Research Paper Volume 13, Issue 14 pp 18051—18093
Beneficial effects of dietary supplementation with green tea catechins and cocoa flavanols on aging-related regressive changes in the mouse neuromuscular system
- 1 Unitat de Neurobiologia Cel·lular, Departament de Medicina Experimental, Facultat de Medicina, Universitat de Lleida and Institut de Recerca Biomèdica de Lleida (IRBLleida), Lleida, Spain
- 2 Grup de Neuroplasticitat i Regeneració, Institut de Neurociències, Departament de Biologia Cellular, Fisiologia i Immunologia, Universitat Autònoma de Barcelona and CIBERNED, Bellaterra, Spain
- 3 Department of Biochemistry and Molecular Biology II, School of Pharmacy, University of Granada, Granada, Spain
- 4 Abbott Nutrition, Research and Development, Columbus, OH 43215, USA
- 5 Abbott Nutrition, Research and Development, Granada, Spain
Received: April 29, 2021 Accepted: June 19, 2021 Published: July 28, 2021https://doi.org/10.18632/aging.203336
How to Cite
Copyright: © 2021 Gras et al. This is an open access article distributed under the terms of the Creative Commons Attribution License (CC BY 3.0), which permits unrestricted use, distribution, and reproduction in any medium, provided the original author and source are credited.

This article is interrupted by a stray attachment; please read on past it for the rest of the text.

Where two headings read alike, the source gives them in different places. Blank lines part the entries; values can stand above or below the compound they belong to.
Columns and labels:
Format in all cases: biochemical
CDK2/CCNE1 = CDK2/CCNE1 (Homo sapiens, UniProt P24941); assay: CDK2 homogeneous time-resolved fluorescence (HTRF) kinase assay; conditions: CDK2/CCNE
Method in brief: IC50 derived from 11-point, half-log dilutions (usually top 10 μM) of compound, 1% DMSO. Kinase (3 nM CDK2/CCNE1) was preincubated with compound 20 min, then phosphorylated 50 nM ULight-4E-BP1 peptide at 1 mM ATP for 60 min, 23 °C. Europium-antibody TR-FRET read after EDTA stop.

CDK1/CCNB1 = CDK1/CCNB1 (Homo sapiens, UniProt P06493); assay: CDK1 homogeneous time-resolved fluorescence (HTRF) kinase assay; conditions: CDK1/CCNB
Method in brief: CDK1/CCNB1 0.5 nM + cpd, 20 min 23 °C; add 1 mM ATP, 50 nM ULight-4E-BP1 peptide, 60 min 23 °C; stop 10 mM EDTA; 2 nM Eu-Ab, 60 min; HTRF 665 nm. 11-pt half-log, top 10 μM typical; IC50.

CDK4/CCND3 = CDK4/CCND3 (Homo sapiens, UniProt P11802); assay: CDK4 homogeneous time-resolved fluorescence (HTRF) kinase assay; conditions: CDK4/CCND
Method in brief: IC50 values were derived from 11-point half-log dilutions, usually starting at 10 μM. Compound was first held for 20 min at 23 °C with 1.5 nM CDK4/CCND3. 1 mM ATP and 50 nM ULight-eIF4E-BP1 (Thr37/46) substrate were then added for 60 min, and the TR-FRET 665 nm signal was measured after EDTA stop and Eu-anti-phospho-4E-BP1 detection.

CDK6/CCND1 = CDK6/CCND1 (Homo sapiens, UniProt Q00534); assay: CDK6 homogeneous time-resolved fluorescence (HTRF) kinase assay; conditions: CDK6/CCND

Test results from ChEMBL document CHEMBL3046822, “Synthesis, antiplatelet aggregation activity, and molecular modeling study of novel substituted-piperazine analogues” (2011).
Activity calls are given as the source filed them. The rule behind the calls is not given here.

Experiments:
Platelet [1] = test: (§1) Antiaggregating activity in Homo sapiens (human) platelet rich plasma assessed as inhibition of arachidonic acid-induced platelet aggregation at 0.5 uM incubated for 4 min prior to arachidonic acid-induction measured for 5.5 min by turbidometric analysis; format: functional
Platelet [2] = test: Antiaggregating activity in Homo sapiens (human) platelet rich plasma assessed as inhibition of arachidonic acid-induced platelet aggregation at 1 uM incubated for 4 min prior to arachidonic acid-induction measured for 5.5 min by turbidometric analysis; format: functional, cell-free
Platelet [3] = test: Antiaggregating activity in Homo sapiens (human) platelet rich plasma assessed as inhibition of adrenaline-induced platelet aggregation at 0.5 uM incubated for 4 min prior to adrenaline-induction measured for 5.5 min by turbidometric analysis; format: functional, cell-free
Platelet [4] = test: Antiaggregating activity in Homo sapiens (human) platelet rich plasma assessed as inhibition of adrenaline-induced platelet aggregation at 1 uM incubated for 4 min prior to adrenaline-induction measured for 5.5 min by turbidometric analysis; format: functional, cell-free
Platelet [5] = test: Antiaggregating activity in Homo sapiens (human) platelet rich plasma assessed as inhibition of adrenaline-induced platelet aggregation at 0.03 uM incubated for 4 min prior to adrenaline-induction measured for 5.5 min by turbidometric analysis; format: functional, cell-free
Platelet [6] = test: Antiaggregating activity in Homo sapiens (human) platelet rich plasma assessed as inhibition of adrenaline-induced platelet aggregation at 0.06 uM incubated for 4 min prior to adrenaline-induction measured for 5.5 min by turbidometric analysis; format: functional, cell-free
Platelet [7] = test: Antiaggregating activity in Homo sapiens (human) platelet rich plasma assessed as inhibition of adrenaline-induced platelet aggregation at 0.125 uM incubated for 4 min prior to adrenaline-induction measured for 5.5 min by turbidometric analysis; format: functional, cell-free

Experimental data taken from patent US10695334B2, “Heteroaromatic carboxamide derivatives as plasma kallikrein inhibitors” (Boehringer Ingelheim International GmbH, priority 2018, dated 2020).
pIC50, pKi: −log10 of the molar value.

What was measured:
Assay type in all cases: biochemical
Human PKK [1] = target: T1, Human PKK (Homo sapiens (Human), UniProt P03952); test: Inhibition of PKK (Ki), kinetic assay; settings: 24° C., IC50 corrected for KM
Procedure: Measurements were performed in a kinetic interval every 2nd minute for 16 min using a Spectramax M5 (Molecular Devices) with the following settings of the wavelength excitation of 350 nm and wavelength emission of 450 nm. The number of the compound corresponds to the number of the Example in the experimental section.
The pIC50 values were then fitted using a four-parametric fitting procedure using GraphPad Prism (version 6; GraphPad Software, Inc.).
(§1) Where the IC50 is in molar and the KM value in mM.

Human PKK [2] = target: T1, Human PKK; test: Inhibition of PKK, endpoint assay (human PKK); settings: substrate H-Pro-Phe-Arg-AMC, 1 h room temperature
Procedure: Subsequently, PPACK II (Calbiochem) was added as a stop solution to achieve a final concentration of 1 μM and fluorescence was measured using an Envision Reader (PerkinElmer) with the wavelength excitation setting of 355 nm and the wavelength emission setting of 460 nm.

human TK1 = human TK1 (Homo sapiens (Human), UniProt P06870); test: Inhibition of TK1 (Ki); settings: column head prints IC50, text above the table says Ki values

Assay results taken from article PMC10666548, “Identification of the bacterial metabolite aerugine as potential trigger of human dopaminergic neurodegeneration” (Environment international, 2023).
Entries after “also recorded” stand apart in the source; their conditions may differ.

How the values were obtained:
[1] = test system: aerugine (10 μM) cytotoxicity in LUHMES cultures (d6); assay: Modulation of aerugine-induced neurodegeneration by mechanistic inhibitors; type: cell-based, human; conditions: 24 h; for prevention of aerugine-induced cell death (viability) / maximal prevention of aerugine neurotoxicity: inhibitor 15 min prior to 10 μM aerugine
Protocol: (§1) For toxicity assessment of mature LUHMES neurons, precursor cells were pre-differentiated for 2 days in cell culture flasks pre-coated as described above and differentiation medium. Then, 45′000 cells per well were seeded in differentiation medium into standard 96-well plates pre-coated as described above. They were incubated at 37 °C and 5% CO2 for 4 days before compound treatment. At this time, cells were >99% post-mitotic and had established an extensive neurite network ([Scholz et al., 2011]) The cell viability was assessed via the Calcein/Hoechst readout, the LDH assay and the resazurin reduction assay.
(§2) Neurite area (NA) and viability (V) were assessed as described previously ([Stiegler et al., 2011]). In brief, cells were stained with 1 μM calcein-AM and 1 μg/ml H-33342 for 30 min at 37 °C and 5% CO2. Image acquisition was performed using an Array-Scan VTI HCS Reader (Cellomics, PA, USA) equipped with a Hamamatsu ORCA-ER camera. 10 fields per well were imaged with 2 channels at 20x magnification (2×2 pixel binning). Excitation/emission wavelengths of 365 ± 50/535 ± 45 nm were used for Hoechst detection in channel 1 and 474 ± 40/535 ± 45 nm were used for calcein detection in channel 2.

Besides skeletal muscle wasting, sarcopenia entails morphological and molecular changes in distinct components of the neuromuscular system, including spinal cord motoneurons (MNs) and neuromuscular junctions (NMJs); moreover, noticeable microgliosis has also been observed around aged MNs. Here we examined the impact of two flavonoid-enriched diets containing either green tea extract (GTE) catechins or cocoa flavanols on age-associated regressive changes in the neuromuscular system of C57BL/6J mice. Compared to control mice, GTE- and cocoa-supplementation significantly improved the survival rate of mice, reduced the proportion of fibers with lipofuscin aggregates and central nuclei, and increased the density of satellite cells in skeletal muscles. Additionally, both supplements significantly augmented the number of innervated NMJs and their degree of maturity compared to controls. GTE, but not cocoa, prominently increased the density of VAChT and VGluT2 afferent synapses on MNs, which were lost in control aged spinal cords; conversely, cocoa, but not GTE, significantly augmented the proportion of VGluT1 afferent synapses on aged MNs. Moreover, GTE, but not cocoa, reduced aging-associated microgliosis and increased the proportion of neuroprotective microglial phenotypes. Our data indicate that certain plant flavonoids may be beneficial in the nutritional management of age-related deterioration of the neuromuscular system.